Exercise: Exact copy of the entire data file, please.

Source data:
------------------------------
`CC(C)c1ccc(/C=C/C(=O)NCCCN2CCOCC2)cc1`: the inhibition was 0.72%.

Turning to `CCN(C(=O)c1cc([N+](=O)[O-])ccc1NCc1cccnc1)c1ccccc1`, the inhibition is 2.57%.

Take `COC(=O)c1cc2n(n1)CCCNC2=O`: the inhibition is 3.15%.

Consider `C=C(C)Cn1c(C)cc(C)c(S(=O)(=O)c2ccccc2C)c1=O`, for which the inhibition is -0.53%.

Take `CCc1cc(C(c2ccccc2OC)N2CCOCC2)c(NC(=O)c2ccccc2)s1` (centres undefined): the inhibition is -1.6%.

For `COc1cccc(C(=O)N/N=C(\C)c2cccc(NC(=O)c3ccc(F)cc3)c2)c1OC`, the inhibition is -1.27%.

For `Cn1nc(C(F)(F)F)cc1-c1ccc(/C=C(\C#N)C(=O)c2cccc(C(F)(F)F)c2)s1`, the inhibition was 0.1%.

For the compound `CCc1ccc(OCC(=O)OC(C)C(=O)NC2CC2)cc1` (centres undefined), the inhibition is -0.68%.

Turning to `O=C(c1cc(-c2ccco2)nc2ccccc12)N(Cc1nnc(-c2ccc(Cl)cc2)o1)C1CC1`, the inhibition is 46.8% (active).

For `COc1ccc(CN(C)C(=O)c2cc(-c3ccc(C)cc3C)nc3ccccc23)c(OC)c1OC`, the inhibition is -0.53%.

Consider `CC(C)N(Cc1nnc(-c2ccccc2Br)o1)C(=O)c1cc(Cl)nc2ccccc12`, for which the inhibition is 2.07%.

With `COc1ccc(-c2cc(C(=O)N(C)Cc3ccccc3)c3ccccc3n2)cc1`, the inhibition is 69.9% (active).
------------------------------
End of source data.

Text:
`CC(C)c1ccc(/C=C/C(=O)NCCCN2CCOCC2)cc1`: the inhibition was 0.72%.

Turning to `CCN(C(=O)c1cc([N+](=O)[O-])ccc1NCc1cccnc1)c1ccccc1`, the inhibition is 2.57%.

Take `COC(=O)c1cc2n(n1)CCCNC2=O`: the inhibition is 3.15%.

Consider `C=C(C)Cn1c(C)cc(C)c(S(=O)(=O)c2ccccc2C)c1=O`, for which the inhibition is -0.53%.

Take `CCc1cc(C(c2ccccc2OC)N2CCOCC2)c(NC(=O)c2ccccc2)s1` (centres undefined): the inhibition is -1.6%.

For `COc1cccc(C(=O)N/N=C(\C)c2cccc(NC(=O)c3ccc(F)cc3)c2)c1OC`, the inhibition is -1.27%.

For `Cn1nc(C(F)(F)F)cc1-c1ccc(/C=C(\C#N)C(=O)c2cccc(C(F)(F)F)c2)s1`, the inhibition was 0.1%.

For the compound `CCc1ccc(OCC(=O)OC(C)C(=O)NC2CC2)cc1` (centres undefined), the inhibition is -0.68%.

Turning to `O=C(c1cc(-c2ccco2)nc2ccccc12)N(Cc1nnc(-c2ccc(Cl)cc2)o1)C1CC1`, the inhibition is 46.8% (active).

For `COc1ccc(CN(C)C(=O)c2cc(-c3ccc(C)cc3C)nc3ccccc23)c(OC)c1OC`, the inhibition is -0.53%.

Consider `CC(C)N(Cc1nnc(-c2ccccc2Br)o1)C(=O)c1cc(Cl)nc2ccccc12`, for which the inhibition is 2.07%.

With `COc1ccc(-c2cc(C(=O)N(C)Cc3ccccc3)c3ccccc3n2)cc1`, the inhibition is 69.9% (active).